In an email interview, Earth ECycle's CEO, Jeffrey Nixon, explained that his company recalled the shipments, and what comes next for the containers. "When all of the containers come back, we will verify contents and seal to insure we are the ones responsible, take them back to a warehouse in NJ, sort, separate and resell the items to a well qualified buyer," Nixon wrote.

There are more wrinkles in this story than can reasonably be explained in a blog, but it's worth noting that neither of the warehouses that Earth ECycle sent the collected materials to contain recycling or dismantling equipment, that the materials did obviously end up being shipped overseas, contrary to the company's claims, and that Earth ECycle has an account on Exporters.sg, an import-export website, where the company offers for sale container-loads of electronic scrap.

Nixon disputes the claims of the BAN report, and says that he will take responsibility to correct mistakes like the shipping of these electronics overseas. But regardless of the specifics of this case, it highlights a serious problem with U.S. e-waste policy.

According to Barbara Kyle, this kind of export is pretty standard in the industry. "When it comes to these public collection events where people can take their stuff in for free, and which are not paid for by state programs, this is a pretty common thing," she said. "Everyone thinks they're doing the right thing [by bringing their electronics in for recycling], but people have no idea that these are going on a container and going overseas."

And once these electronics have been collected, it's difficult to keep them from being imported, even among the 140 countries that are signatories to the Basel Convention. The report says that Hong Kong authorities can only inspect a few containers per day for contraband, and that about 50 containers per day of e-waste get past the inspections, destined for mainland China.

"There's no global police force enforcing the Basel Convention," Sarah Westervelt explained. "...These containers make it through their customs process, usually in violation of their laws, and they get opened up and 'recycled' using very toxic technologies. The end result is you've got these immortal heavy metals dispersed into their environment, impacting human health and the environment for the long term."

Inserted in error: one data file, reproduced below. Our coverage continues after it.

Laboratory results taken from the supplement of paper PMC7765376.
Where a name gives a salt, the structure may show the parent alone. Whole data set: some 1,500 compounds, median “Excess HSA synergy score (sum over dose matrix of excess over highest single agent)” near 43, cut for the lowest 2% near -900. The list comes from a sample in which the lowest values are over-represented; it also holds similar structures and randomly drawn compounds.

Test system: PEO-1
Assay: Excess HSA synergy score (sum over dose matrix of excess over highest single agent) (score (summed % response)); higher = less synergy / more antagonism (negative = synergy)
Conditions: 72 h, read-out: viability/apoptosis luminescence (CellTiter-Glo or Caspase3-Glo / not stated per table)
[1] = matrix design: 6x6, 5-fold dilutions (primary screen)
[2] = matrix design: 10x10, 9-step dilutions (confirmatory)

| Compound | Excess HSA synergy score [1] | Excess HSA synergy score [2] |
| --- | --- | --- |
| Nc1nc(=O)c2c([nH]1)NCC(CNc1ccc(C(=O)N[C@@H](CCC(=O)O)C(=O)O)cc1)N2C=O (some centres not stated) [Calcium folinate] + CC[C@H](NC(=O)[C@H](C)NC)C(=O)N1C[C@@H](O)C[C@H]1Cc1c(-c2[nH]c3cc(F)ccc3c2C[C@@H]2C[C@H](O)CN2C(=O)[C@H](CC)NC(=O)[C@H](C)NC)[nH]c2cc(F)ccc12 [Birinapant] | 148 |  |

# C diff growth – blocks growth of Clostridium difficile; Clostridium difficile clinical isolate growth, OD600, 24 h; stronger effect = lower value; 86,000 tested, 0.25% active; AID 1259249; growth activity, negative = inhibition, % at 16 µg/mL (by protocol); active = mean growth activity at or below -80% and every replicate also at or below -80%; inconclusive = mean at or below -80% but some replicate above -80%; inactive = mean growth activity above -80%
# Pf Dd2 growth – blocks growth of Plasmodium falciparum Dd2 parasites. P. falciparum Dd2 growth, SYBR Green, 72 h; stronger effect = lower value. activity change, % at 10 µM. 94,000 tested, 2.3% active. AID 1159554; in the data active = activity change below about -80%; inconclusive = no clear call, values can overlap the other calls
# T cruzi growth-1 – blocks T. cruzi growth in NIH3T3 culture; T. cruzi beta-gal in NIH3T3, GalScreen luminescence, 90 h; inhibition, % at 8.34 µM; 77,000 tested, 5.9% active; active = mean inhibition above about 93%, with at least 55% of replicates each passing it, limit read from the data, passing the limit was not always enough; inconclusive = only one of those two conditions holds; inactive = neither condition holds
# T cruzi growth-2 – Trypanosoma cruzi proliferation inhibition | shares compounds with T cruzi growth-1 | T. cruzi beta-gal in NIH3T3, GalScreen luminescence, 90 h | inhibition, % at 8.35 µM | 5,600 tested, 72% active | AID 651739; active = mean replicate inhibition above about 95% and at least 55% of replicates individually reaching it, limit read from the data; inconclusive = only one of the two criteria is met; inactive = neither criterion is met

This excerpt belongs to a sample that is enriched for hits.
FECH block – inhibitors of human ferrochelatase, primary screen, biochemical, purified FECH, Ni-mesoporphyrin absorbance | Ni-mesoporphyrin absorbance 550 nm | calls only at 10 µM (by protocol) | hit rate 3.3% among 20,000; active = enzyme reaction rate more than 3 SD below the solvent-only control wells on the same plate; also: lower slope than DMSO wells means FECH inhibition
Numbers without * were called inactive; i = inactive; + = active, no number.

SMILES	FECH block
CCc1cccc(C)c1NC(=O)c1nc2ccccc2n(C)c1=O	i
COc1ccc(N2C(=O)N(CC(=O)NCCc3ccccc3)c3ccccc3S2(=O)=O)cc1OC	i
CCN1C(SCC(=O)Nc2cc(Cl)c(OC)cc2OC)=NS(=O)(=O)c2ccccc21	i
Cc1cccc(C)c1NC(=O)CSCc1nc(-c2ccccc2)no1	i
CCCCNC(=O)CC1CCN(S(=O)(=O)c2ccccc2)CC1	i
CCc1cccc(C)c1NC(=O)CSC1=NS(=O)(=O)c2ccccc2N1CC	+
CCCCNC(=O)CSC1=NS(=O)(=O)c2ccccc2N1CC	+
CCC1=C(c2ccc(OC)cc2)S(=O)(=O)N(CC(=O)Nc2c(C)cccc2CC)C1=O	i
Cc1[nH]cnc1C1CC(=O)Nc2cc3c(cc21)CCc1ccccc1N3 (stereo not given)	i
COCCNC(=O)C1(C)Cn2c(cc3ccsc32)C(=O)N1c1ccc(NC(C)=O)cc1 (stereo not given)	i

Groups like BAN and the Electronics Takeback Coalition have been working on both the policy and the action front. While federal e-waste legislation was introduced last week by Rep. Gene Green, Kyle and Westervelt both said that the proposed rule has been corrupted by loopholes that would allow the exporting of this type of waste.

But BAN has also been working on a market solution to the e-waste disposal problem in the U.S. Late last year, they launched E-Stewards, a certification that recognizes the most responsible e-waste handling practices around. After six years of developing the standard and the list of companies that meet E-Stewards criteria, BAN has nearly completed the process to make E-Stewards an independently audited certification. A pilot verification of the label will begin at the end of 2009, and the certification is expected to launch in February 2010.

In the meantime, individuals, businesses and non-profits like the Humane Society bear the bulk of the burden in sorting through the complexities of responsible e-waste disposal.

You can download the full report from http://BAN.org [PDF], and be sure to check out all of GreenerComputing.com's e-waste news and resources.